The experiments described depend a great deal on a firm serologic and genentic definition of the strains used. In a number of cases, it can not be absolutely stated that all of the reactivity in the anti Ia serum is associated with the I region, since appropriate recombinants necessary to exhaustively test the serum do not exist. For these experiments, an attempt has been made to select antisera and target cells which have been extensively characterized. Experiments were also performed with several concentrations of antiserum, attempting to minimize differences in antibody titer or membrane antigen(s) density. It is possible that anti Ia sera contain undetected non cytotoxic antibodies; these should, however, be detected in blocking experiments. As previously noted, the question of nonspecific blocking via Fc receptors is often raised. The use of non appropriate targets, inappropriate anti Ia sera or anti H 2K sera as controls eliminates this criticism. The lack of inhibition with anti H 2 sera indicates that blocking is not a simple alteration of membrane function, because coupling of an antibody to the cell membrane was not sufficient to produce inhibition. Since both anti H 2 antibodies and anti Ia antibodies are largely of the IgG class, it is unlikely that the inhibition is mediated via the Fc receptor. For a difference in blocking activity to exist, one would have to assume a unique heavy chain constant region.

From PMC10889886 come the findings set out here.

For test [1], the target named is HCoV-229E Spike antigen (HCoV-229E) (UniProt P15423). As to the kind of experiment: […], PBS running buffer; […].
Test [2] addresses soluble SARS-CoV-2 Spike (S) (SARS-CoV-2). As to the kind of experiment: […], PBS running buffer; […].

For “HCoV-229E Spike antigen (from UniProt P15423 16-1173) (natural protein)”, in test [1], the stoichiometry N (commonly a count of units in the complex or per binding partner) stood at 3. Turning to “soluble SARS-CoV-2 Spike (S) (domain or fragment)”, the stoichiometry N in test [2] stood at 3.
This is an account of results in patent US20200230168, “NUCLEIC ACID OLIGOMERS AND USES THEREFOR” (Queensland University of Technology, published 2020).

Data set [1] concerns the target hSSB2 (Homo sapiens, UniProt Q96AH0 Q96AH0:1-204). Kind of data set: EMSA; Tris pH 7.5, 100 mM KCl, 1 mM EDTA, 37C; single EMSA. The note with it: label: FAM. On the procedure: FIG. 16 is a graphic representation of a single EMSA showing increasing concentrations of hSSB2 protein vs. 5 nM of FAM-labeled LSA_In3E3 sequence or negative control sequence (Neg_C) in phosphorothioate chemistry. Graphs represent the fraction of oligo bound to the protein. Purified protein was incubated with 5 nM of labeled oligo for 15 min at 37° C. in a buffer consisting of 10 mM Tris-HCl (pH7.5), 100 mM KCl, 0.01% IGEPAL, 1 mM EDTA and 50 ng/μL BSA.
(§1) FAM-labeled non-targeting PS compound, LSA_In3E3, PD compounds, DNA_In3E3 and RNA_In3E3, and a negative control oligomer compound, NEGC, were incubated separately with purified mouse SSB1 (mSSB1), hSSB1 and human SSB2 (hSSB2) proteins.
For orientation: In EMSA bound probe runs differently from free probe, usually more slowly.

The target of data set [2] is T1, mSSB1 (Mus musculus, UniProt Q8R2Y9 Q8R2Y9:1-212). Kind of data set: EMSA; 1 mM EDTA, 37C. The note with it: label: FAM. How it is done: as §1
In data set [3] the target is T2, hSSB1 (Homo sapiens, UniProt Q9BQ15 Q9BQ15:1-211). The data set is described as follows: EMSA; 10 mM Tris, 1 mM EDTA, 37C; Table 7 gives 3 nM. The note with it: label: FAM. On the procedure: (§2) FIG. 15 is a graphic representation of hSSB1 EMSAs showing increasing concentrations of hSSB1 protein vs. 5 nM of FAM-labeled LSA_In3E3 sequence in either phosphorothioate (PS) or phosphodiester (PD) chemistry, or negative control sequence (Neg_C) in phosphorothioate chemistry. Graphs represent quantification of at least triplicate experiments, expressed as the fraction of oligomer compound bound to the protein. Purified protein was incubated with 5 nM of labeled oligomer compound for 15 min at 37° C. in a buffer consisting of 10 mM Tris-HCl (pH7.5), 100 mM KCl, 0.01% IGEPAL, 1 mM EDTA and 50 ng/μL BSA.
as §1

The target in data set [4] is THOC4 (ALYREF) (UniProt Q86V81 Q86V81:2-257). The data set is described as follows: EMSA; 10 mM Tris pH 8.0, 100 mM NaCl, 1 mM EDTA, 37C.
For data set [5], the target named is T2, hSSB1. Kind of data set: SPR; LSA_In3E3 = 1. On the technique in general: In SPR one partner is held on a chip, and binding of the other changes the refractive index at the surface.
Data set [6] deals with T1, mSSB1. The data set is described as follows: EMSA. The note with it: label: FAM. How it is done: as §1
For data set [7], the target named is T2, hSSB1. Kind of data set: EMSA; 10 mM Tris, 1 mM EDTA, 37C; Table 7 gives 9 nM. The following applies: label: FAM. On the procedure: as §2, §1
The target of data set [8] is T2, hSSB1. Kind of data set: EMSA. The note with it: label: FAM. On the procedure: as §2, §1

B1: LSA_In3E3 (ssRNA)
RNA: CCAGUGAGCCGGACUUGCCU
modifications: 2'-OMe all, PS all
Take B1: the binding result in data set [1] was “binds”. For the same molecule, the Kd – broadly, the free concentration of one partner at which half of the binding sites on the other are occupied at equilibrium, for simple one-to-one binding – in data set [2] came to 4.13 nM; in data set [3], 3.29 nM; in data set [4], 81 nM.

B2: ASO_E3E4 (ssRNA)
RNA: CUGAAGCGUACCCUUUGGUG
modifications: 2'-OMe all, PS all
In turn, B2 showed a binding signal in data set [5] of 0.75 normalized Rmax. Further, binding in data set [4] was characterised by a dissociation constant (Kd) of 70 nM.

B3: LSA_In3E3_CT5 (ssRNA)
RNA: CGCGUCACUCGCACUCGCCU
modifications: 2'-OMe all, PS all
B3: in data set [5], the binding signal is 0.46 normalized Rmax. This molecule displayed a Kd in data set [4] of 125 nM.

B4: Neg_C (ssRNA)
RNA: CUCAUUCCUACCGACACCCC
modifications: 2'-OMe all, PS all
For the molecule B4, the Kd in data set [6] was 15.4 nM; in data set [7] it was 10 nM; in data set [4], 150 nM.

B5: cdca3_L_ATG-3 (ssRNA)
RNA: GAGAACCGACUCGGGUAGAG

|Original language||English (US)|
|Number of pages||21|
|State||Published - 1976|
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